Archive for May, 2006

Deforestation in Central America

Sunday, May 14th, 2006

   Deforestation is a major problem in Central America. A quick look at the statistics shows that in the past 15 years, 20% of the countries’ forests have been destroyed. As I have biked through Central America, I have seen countless roadsides which were once covered by forests, but are now ranch land or farmland.

Deforestation in Honduras
One of El Salvador's many volcanos (Volcan de San Vicente)
Lots of land cleared for cattle along the road.

   The problems associated with deforestation include loss of biodiversity, soil erosion, more landslides, greater flooding, and more carbon dioxide to the atmosphere. Cutting down forests releases a large amount of carbon dioxide to the atmosphere, and in these small, mostly poor countries, these emissions are comparable to the countries’ use of fossil fuels.

Deforestation in Costa Rica
Building a house out of adobe (mud blocks)

   While in Panama City, I talked to someone who wrote Panama’s proposal to reduce deforestation. The people cutting down the forests, in general, are very poor – subsistence farmers who need to clear land to grow food to eat. It seems that the only viable method of reducing deforestation here is to find these people other work or to pay them to not cut down the forest. Protecting forests without finding these people other income could cause great hardship.

   In Panama City, I also visited Futuro Forestal, a company that purchases pastureland and converts it to forest. The wood from the forest is harvested after 25 years, and sold. While this is not as good as a full forest, it still takes significant carbon dioxide out of the atmosphere, and is far better than ranch land. It also provides local jobs and makes a profit. You can also buy carbon credits through them as well.

This part was hilly.
First day of biking in Guatemala

   Stopping deforestation in poorer regions will require foreigners and locals to work together – with foreigners helping to provide financial incentives to protect the forests.

San Jose, Costa Rica to Panama City, Panama – 8 days, 535 miles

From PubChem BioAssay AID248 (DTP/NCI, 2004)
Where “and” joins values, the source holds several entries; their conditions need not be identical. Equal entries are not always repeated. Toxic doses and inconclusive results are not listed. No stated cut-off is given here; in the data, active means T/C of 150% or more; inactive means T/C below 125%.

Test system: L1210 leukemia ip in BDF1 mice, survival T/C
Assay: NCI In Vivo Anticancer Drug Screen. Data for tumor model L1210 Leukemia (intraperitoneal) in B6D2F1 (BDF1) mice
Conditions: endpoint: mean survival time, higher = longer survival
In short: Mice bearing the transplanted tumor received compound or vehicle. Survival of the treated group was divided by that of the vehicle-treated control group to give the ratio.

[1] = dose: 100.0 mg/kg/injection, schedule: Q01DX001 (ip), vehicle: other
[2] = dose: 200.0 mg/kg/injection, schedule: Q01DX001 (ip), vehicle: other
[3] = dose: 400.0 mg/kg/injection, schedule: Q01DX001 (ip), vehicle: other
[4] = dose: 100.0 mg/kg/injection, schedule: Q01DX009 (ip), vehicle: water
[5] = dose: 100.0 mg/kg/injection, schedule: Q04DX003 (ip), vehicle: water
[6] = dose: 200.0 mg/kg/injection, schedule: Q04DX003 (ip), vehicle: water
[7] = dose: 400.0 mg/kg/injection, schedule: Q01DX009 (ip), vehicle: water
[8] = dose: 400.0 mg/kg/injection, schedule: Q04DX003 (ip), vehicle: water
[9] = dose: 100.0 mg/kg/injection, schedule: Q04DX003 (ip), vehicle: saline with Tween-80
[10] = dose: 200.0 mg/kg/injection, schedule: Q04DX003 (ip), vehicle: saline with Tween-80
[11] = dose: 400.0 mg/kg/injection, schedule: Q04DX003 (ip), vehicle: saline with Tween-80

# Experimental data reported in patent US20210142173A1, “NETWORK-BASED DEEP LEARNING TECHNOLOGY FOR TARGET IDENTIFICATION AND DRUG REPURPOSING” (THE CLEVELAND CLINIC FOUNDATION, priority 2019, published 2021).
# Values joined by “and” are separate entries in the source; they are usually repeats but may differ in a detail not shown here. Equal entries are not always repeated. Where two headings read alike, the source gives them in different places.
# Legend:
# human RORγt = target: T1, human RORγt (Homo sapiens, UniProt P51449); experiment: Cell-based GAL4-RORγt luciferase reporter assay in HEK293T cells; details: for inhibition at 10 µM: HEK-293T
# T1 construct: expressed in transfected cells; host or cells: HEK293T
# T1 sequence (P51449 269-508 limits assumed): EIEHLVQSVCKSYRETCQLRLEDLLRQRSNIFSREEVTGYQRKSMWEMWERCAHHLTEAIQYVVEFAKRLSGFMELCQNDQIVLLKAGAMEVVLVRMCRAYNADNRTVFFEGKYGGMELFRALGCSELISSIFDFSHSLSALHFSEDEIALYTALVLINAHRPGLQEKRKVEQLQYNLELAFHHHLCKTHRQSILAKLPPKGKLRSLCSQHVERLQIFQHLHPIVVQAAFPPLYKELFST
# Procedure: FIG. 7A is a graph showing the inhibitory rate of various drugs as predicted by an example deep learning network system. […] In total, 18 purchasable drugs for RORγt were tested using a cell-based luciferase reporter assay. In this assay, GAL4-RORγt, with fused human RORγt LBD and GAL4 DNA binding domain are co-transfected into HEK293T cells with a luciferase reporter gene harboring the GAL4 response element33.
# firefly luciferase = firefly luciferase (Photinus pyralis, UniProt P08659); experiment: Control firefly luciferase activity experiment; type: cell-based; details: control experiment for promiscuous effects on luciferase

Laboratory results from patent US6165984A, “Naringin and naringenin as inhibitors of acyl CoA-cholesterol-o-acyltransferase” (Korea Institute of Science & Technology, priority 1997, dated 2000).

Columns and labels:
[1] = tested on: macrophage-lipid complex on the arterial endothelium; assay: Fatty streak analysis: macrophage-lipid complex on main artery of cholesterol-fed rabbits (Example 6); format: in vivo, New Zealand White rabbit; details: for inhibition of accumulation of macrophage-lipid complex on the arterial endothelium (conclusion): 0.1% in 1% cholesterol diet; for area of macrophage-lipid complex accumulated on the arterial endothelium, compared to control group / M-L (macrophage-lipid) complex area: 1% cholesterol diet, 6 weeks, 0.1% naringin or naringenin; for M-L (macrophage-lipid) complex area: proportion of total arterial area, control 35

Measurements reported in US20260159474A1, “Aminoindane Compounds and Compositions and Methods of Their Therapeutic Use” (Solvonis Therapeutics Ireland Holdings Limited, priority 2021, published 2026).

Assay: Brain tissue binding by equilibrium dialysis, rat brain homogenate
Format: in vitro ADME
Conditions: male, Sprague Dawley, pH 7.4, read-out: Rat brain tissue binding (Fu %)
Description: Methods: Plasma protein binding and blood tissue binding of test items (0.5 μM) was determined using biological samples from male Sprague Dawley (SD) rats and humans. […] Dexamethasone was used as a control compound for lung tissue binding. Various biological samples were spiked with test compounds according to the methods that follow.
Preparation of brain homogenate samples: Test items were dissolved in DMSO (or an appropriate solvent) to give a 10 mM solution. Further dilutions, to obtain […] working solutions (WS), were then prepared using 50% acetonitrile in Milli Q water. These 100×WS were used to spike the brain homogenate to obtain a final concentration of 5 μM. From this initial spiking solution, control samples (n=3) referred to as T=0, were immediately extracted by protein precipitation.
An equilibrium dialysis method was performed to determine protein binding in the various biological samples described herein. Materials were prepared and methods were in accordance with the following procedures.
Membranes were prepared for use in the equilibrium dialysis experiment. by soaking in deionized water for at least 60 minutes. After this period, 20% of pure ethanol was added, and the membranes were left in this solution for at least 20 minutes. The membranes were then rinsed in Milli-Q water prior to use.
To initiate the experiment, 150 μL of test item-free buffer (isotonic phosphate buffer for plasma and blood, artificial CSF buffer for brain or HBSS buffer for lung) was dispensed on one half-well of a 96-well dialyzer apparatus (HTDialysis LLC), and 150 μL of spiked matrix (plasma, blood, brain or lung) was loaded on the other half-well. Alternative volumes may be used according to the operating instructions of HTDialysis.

Monday, May 8th, 2006

   Departing San Jose, I said goodbye to my father (who returned to the states), and continued climbing into Costa Rica’s mountains. I climbed a 10,000 foot pass and then, in the same day, returned to sea level and the Pacific Ocean. On one of the many climbs, I met two Costa Rican cyclists and convinced one of them to ride my heavy bike up a hill while I pedaled his bike. I told him it would be good training (video right).

Climbing high into the mountains - 9,000 ft
That is the Pacific!
I convinced Max to ride my bike up the hill.  I hope this isn't cheating.

   You may notice I have only three panniers now. I sent a number of items home with my father – the first comment lists some of the things I got rid of.

   From the beach, I continued south along the coast, finding the heat and humidity at sea level almost unbearable. With every climb, my clothes became soaked with sweat. I was relieved to find that the fire station in Ciudad Neily, on my last night in Costa Rica, had not only extra beds, but also air conditioning, a kitchen, and a pool table.

Just another day at the fire station - Ciudad Neily
Pool at the bomberos station - I am stripes
Geovanni explains why we should use bicycles

   Departing Costa Rica, I met Geovanni, a cyclist who rode with me and provided a short oration about why we should use bikes as transportation. Click on the video above right.

Welcome to Panama

   Entering Panama, I noticed no major change in the standard of living – Panama and Costa Rica have strong economies compared to the rest of Central America. I biked quickly across Panama, which I found to be sparsely populated. I camped next to a fire station, camped on an empty beach, stayed in a cheap hotel, and then camped next to the house of a family who sells souvenirs on another beach (photo bottom right – note that my stove is at the bottom of that picture because I am trying to cook dinner).

Fire station in the city of David
Nice shoulder - Interamericana Highway
This part was hilly.
Camping on the beach, near Las Lajas
Las Lajas beach
Edwin, Orbic, Amando, Abimelec, Tris, Alcide, Magheleen, Andy, Belgica, Beatriz, Jaime, Siayeli, and others, and my stove
Well-thought-through plan for getting to Colombia
Trying to get across the bridge over the Panama Canal

   The rainy season has just begun here in Panama, meaning that it is humid all day and there is usually a heavy rainstorm at the end of the day. In such a storm, I crossed the bridge over the Panama Canal, and arrived in Panama City, where I will stay for a few days attempting to find a boat to take me through the canal and into Colombia.